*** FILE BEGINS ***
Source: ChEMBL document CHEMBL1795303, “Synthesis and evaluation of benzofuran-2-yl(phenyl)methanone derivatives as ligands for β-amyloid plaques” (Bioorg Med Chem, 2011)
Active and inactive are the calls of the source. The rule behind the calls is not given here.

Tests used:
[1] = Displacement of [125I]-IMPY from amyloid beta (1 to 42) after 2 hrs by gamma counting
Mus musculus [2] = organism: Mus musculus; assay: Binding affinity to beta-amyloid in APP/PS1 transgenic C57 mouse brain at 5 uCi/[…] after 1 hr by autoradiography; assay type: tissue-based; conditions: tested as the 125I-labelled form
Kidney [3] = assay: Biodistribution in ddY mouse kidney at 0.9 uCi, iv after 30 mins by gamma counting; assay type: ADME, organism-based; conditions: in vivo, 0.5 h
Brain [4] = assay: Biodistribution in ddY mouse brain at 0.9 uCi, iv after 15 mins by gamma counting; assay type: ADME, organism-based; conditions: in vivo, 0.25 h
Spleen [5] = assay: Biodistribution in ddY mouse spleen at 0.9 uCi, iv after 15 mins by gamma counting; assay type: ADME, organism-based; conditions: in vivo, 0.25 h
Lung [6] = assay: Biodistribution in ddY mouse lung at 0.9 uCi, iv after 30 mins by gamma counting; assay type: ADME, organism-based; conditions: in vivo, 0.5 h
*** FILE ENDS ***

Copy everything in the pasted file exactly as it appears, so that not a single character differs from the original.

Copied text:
Source: ChEMBL document CHEMBL1795303, “Synthesis and evaluation of benzofuran-2-yl(phenyl)methanone derivatives as ligands for β-amyloid plaques” (Bioorg Med Chem, 2011)
Active and inactive are the calls of the source. The rule behind the calls is not given here.

Tests used:
[1] = Displacement of [125I]-IMPY from amyloid beta (1 to 42) after 2 hrs by gamma counting
Mus musculus [2] = organism: Mus musculus; assay: Binding affinity to beta-amyloid in APP/PS1 transgenic C57 mouse brain at 5 uCi/[…] after 1 hr by autoradiography; assay type: tissue-based; conditions: tested as the 125I-labelled form
Kidney [3] = assay: Biodistribution in ddY mouse kidney at 0.9 uCi, iv after 30 mins by gamma counting; assay type: ADME, organism-based; conditions: in vivo, 0.5 h
Brain [4] = assay: Biodistribution in ddY mouse brain at 0.9 uCi, iv after 15 mins by gamma counting; assay type: ADME, organism-based; conditions: in vivo, 0.25 h
Spleen [5] = assay: Biodistribution in ddY mouse spleen at 0.9 uCi, iv after 15 mins by gamma counting; assay type: ADME, organism-based; conditions: in vivo, 0.25 h
Lung [6] = assay: Biodistribution in ddY mouse lung at 0.9 uCi, iv after 30 mins by gamma counting; assay type: ADME, organism-based; conditions: in vivo, 0.5 h